stood to raise a toast to the talks, he saw that the odd clothing she e%changed out for a formal dress made her even more desirea le in his eyes. )ll eyes were on her as they stood, and she smiled pleasantly, raising her go let of wine.

"To new found friends in the weather that would have een

anything ut pleasant upon this road. To peace etween Suna and 6iverland. To 1ing 6homan and his e%cellant men." she raised her glass, as did all of the others. "To peace." Said 6homan. "To the 1ing." Said Shamus.

"To 7ady )she, our fine hostess." said +ill, letting his eyes lock with hers, which was met with a nod and smile. simultaneously. "5es, to our 7ady )she." Said 6homan and Shamus )she smiled and owed her head, then all drank deeply, and

sat. The food they ate was rich and moist, dry and filling, with

spices they had no idea what flavoured it. Compliments came from all of the men, as well as re"uests for seconds and thirds. )s they slowed in their feast, a chorus of singing came from outside. The men in their tents had taken up the songs of Suna. Some were loud and awdy, others patriotic, and others sad and longing. )she sat in silence and listened, mug of cider in her

hands as she heard their words, their hopes, fears and prideful dared to hope. oasts. +hat would she get from those of the 6iverland4 She +hen the meal finished, the men stood and owed,

thanking her for her hospitality. She owed in return, then gave each a chaste em race. They were startled at first, then took it in stride. )s they left, they were happy to hear $oy in the voices of the other men. This was one of the most fortunate misfortunes they had ever had. 6homan, Shamus and +ill retired to the 1ing's 3avillian

with a ottle of fine spirits she had given them, as well as three fine glasses to pour it within. The little stove had stayed lit the pouring the spirits into each glass, and sighed in relief. entire time, and Shamus stocked it once again. They all sat, +ill )she had turned from the door, and raised her hands,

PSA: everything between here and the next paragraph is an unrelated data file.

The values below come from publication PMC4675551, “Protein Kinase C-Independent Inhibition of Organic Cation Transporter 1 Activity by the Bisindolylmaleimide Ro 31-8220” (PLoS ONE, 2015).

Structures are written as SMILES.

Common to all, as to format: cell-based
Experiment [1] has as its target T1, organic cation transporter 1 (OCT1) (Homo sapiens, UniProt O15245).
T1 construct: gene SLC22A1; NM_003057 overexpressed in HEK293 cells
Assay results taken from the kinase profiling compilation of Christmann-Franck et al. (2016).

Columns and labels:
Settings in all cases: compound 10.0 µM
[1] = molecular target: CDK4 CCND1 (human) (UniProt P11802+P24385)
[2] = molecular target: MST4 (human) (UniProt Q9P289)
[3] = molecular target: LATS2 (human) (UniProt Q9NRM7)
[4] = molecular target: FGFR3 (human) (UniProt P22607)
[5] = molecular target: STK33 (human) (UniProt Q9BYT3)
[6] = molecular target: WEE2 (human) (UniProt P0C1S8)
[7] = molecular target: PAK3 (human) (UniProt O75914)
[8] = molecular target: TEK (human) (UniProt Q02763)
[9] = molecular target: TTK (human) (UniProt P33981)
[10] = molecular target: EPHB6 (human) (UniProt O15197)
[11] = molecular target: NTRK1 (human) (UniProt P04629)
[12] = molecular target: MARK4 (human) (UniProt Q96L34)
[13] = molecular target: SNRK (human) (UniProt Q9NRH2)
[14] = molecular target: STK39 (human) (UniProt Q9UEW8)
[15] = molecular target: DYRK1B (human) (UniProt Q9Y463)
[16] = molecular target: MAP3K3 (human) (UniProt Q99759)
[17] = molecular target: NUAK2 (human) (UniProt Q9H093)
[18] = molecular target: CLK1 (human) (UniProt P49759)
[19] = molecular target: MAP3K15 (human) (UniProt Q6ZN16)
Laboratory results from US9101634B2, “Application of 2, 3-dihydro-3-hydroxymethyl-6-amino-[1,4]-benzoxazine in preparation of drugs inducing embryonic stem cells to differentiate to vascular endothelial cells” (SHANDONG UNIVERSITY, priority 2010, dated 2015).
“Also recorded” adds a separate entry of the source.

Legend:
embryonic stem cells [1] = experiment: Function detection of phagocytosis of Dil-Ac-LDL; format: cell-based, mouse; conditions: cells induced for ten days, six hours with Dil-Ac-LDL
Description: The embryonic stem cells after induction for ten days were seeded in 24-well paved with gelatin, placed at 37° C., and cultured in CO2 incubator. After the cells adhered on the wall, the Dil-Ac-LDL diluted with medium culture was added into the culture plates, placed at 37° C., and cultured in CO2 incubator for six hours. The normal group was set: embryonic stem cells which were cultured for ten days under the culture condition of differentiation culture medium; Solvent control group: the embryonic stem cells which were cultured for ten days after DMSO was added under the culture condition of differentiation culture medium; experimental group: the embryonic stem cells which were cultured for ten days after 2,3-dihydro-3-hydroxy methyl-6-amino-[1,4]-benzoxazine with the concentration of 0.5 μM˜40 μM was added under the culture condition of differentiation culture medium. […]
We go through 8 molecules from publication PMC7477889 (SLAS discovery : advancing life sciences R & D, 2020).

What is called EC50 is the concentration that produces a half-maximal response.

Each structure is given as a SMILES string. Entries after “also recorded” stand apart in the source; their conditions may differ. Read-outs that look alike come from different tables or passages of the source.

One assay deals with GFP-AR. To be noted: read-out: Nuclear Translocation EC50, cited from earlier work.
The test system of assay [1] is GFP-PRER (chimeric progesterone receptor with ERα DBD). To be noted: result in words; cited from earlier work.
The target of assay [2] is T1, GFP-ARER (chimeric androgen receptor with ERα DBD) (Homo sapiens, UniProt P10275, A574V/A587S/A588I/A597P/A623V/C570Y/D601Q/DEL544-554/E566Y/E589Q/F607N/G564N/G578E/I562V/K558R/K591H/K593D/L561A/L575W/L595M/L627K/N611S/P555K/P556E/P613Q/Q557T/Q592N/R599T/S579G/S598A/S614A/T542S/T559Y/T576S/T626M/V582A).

speaking a phrase of power. Soon a shimmering force stood

efore her, "I wish for you to clean, servant. 3ick up the food

uneaten and undamaged, storing it in the containers on the side

ta les. +ash the ta le and chairs, then clean the floor, and wash dishes. 3lease then return all things to their proper places. Come task. " she spoke to the wavering form, which owed to her, and set to work. She went to her room and pressed a utton on a small o%, to me when this is done. I will either release you or find one more

which then egan to play soft music as she re#dressed in her went to Hooah's sta le, and rushed him down, giving him a

pants and shirt, inding her hair into a long raid as well. She large apple and sugar cu e in a small feed trough. He had messed in his straw, so she cleaned that out as well. The evening had een wonderful, and ended on an upnote. There was ut one last

thing to do. If they were to make it to the riverland in any time for these peace talks, the rain H)9 to end. She gathered materials from her room and went to the

armory cham er. There she laid out a large mat traced and